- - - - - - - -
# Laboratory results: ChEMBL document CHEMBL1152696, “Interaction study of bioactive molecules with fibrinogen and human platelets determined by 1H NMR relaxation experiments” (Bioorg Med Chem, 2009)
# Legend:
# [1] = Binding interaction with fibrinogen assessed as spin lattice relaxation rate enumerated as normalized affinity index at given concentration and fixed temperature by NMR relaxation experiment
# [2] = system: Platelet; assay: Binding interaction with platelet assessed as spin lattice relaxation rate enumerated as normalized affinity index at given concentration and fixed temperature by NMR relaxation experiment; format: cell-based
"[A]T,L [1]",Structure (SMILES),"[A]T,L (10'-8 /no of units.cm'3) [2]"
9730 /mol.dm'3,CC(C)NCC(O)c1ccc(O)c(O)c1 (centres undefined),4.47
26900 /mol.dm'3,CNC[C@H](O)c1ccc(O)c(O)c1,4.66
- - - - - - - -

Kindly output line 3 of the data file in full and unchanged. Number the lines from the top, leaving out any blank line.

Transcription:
# [1] = Binding interaction with fibrinogen assessed as spin lattice relaxation rate enumerated as normalized affinity index at given concentration and fixed temperature by NMR relaxation experiment